Why have colleges gotten worse?

Researchers suspect that the principal reason is that colleges have become less rigorous. Colleges more readily tolerate students doing little work, and more readily give good grades for mediocre performance. In the 1960s, students studied, on average, more than 24 hours per week outside of class. Even that is rather low. Undergraduates should be studying at least two hours outside of class for each hour of class. That would mean that for the average load of fifteen hours of class time they should be spending at least 30 hours on homework. But students today study only twelve hours per week on average. More than a third of students report studying less than five hours per week. Moreover, 20% of students say they frequently go to class unprepared. Yet the average GPA in colleges today is 3.2. According to one recent study, 43% of all grades awarded in American colleges today are A’s. Meanwhile, the percentage of C’s has declined from 35% decades ago to 15% today. Grades and GPAs have become almost entirely meaningless.

Researchers also believe that a factor with a great impact on critical thinking skills is whether students take classes from instructors with high expectations. They define “high expectations” as assigning more than 40 pages of reading per week or more than 20 pages of writing per semester. Half of the students who took the CLA in their sophomore year reported that in the preceding semester they did not take a single class that required more than 20 pages of writing, and a third did not take a course requiring more than 40 pages of reading per week. Researchers observed: “If students are not being asked by their professors to read and write on a regular basis in their coursework, it is hard to imagine how they will improve their capacity to master performance tasks – such as the CLA – that involve critical thinking, complex reasoning, and writing.”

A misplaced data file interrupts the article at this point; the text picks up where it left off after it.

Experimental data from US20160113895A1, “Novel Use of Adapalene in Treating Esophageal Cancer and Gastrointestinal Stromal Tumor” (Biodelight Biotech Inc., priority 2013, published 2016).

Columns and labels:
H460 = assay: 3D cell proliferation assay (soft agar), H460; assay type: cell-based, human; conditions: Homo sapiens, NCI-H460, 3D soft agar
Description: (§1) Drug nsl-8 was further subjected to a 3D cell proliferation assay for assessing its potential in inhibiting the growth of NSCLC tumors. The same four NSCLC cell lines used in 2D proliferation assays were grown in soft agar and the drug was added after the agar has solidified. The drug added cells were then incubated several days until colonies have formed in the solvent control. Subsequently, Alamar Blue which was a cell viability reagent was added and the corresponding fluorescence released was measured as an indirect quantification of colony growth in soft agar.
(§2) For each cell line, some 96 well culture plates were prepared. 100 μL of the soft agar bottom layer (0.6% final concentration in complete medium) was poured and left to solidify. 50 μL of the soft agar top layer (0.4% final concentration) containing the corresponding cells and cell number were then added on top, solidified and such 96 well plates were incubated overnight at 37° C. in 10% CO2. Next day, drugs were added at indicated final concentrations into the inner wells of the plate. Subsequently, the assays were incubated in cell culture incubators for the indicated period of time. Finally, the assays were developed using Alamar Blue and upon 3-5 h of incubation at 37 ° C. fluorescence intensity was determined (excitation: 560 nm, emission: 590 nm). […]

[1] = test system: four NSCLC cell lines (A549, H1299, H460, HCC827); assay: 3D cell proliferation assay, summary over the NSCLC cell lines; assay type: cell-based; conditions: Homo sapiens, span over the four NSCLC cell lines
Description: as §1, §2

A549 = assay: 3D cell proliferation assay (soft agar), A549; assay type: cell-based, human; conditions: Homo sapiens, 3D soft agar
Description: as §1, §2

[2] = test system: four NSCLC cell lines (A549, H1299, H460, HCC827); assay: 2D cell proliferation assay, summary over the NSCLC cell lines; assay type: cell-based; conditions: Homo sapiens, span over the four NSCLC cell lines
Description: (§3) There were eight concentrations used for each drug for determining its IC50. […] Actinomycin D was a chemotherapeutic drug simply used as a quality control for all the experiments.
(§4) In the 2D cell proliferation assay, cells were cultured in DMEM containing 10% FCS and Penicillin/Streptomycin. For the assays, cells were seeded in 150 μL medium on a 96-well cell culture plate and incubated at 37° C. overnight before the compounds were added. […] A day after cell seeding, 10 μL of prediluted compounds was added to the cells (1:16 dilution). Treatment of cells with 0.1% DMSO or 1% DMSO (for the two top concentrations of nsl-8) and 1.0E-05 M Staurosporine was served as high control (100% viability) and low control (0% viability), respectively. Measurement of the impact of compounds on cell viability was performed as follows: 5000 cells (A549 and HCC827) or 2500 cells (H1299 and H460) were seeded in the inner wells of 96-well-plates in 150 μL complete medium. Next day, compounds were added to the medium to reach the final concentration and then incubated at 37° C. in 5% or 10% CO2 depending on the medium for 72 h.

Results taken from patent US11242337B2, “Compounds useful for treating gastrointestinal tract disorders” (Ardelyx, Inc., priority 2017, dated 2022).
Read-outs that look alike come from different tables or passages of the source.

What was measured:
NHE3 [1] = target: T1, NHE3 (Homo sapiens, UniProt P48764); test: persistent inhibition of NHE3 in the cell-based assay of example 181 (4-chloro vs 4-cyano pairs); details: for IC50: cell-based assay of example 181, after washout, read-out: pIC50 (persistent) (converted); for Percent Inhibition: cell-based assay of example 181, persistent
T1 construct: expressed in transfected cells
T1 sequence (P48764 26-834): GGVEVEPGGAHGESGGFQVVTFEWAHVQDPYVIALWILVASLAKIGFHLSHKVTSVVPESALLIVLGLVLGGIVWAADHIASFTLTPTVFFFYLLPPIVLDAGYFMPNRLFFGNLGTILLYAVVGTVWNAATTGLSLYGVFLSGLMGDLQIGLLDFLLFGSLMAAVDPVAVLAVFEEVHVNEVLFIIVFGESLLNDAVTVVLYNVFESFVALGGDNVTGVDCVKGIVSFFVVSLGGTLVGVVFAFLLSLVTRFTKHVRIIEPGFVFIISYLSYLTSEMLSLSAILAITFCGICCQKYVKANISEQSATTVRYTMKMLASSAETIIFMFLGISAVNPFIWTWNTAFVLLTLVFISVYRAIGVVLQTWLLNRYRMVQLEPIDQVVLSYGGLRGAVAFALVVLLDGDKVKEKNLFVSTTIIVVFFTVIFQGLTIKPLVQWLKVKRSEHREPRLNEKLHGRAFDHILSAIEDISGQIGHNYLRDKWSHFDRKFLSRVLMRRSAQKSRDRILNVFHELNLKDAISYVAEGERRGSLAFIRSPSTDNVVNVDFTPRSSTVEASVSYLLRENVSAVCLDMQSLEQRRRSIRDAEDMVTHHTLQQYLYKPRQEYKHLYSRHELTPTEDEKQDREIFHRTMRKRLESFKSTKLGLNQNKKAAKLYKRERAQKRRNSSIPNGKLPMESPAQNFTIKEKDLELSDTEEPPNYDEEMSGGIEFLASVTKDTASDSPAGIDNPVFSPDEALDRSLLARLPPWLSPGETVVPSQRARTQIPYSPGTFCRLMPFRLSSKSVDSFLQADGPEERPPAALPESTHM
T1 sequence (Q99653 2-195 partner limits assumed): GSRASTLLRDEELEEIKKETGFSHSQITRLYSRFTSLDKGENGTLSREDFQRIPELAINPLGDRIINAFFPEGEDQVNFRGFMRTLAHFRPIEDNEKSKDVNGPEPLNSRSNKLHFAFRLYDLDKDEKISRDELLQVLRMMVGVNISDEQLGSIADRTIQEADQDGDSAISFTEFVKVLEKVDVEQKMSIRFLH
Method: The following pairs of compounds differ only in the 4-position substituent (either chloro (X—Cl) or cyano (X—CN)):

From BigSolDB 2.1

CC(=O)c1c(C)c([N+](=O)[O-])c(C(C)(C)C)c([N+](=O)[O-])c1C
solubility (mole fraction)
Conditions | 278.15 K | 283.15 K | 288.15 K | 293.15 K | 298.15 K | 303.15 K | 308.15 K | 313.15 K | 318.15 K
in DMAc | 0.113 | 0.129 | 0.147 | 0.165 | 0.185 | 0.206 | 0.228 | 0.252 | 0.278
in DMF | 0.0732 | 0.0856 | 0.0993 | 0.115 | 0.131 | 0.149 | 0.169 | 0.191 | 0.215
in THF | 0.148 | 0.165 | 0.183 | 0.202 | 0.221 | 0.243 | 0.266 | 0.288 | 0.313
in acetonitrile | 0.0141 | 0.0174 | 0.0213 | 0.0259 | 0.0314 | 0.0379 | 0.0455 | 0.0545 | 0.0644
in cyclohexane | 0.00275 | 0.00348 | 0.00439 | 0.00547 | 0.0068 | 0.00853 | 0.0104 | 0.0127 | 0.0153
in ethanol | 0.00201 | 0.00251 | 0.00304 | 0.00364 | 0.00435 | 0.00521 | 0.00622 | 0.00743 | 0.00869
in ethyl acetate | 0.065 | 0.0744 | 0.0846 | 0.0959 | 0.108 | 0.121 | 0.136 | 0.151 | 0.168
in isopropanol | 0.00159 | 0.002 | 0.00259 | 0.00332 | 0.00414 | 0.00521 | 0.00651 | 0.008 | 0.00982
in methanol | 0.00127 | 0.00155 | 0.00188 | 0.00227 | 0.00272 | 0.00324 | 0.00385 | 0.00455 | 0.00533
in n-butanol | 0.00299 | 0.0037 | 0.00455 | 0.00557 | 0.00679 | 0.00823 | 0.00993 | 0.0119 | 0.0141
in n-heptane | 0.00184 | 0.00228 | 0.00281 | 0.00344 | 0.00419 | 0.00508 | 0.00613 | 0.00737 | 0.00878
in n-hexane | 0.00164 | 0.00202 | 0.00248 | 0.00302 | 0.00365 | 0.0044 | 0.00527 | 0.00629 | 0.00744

After controlling for many differences, including the selectivity of the college attended, students who reported they had taken high-expectation courses scored 27 points higher on the CLA than did students who had not taken such courses.

What should be done? I have three proposals.

First, colleges should designate high-expectation courses in their catalogues and on student transcripts so that graduate schools and employers can see how many of such courses applicants have taken. As someone who often sits on my law school’s admissions committee, I know we would find this information extremely useful. It would indicate both how intellectually ambitious an applicant is and how well his studies prepared him for law school and for a career in the law. Making this information publicly available in the college catalogue will also encourage colleges to increase the number of their high-expectation offerings. No college – and few instructors or academic departments – would want to be known as a purveyor of low expectations. Colleges must, of course, adopt mechanisms for ensuring that the designations are honest, and those mechanisms should be reviewed by accrediting agencies.